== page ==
Classical music and the world outside

Here’s an e-mail I got from a friend this week, someone who works in the classical music business in New York. No need to say anything to introduce it. It speaks, wistfully, for itself:

So this weekend I finally got around to screening some of the DVD’s of the Bernstein Young People’s Concerts; it’s amazing how far we HAVEN’T come.  Who could imagine a Music Director actually leading a series to help people learn how to listen, and a national TV network broadcasting it?  And they’re GOOD. 

 

Then I went to MOMA, and I tell you what, it’s hard to leave there thinking art is dead.  It was mobbed.  (My take-away on ‘The Gates:’ I remember the first time I saw the “Mona Lisa” I thought, ‘that’s nice.’  Walking through ‘The Gates,’ though, moved me nearly to tears.)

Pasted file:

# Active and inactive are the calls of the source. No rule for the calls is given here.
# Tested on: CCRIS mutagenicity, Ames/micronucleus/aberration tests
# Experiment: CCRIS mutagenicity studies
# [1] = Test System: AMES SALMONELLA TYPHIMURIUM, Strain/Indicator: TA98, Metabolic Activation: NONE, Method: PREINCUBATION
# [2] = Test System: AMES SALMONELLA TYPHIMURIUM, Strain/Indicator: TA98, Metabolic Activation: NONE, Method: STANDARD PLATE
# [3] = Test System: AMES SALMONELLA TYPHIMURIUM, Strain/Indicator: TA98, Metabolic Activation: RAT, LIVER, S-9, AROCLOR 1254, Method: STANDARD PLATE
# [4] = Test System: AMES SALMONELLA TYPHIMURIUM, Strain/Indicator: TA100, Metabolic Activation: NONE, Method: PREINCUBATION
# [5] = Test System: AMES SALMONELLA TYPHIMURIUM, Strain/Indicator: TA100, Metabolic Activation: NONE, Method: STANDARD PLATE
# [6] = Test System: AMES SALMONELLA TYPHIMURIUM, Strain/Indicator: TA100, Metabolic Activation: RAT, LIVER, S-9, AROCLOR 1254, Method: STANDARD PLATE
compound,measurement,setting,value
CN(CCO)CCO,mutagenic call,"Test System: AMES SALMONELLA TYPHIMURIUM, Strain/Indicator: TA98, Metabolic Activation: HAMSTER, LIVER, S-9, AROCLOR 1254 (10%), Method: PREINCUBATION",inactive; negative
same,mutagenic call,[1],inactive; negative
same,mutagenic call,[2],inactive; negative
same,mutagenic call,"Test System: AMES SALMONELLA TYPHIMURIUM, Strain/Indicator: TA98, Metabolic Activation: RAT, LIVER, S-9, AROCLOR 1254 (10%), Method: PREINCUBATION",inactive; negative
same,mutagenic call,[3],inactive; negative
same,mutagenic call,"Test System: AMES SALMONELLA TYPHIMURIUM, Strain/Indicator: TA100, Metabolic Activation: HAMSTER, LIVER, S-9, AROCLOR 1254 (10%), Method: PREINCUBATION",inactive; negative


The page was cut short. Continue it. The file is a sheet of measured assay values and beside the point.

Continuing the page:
On the way home I stopped by Ray’s Famous Pizza at 88th and Broadway for a meatball parmigiano grinder — er, hero.  There in the tiny plot of formica tables were two apparent old street bums, arguing over who was the better playwright: Tennessee Williams, Eugene O’Neill, Arthur Miller or Edward Albee.   

 

Then I got home and learned that the New York Philharmonic had won 3 Grammys for “On the Transmigration of Souls,” which will probably lead to 100, maybe 200 people around the country rushing out to buy it tomorrow.

 

I truly believe orchestras have it within their power to become relevant againthe only thing stopping them is themselves.But that seems to be the biggest challenge of all.   

Related
Share on FacebookTweet about this on TwitterShare on RedditEmail this to someone